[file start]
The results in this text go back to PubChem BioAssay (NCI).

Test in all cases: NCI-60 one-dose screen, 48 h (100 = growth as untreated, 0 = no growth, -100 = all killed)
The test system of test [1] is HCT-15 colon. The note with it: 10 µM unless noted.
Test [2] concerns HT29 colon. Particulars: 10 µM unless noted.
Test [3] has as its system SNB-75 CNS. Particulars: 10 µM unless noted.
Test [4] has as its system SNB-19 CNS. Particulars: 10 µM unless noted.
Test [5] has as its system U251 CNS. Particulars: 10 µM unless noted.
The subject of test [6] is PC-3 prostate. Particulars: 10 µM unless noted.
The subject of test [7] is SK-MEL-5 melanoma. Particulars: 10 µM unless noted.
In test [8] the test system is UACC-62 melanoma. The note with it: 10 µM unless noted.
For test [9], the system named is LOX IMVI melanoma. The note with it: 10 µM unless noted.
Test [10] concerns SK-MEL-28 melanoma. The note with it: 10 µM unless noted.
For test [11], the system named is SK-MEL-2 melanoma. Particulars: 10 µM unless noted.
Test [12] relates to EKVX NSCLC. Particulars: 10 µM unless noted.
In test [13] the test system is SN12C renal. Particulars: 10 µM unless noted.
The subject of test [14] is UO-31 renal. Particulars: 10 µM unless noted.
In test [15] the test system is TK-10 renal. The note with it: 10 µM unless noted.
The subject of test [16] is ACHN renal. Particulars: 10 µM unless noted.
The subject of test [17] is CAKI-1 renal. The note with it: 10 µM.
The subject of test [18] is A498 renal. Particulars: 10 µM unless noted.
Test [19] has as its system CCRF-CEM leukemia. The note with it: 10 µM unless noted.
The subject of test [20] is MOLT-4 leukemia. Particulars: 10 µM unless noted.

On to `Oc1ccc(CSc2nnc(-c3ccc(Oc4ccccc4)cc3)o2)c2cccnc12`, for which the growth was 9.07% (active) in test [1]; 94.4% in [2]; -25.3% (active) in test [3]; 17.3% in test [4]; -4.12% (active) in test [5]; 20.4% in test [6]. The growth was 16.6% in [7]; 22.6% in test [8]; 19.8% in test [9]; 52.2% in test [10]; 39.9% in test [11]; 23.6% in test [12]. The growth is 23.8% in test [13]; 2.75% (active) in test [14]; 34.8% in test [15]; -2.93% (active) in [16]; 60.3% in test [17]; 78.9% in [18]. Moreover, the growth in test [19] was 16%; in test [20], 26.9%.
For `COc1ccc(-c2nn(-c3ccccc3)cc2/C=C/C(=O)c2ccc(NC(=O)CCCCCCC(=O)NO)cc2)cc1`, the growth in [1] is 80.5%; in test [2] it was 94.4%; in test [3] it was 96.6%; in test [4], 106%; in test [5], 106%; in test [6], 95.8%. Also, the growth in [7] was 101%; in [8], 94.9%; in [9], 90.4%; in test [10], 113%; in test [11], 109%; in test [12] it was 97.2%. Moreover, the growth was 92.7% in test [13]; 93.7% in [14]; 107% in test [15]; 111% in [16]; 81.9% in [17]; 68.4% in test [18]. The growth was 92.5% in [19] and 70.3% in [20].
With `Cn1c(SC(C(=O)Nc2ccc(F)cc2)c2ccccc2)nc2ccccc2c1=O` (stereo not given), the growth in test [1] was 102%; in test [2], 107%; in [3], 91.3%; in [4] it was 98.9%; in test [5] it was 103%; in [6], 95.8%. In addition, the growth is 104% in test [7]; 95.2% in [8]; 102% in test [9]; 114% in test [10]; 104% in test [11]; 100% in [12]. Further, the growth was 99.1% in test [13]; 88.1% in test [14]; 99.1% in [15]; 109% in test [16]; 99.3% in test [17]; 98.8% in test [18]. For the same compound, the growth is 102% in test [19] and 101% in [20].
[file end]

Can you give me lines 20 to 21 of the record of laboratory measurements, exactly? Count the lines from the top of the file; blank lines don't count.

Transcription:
The subject of test [18] is A498 renal. Particulars: 10 µM unless noted.
Test [19] has as its system CCRF-CEM leukemia. The note with it: 10 µM unless noted.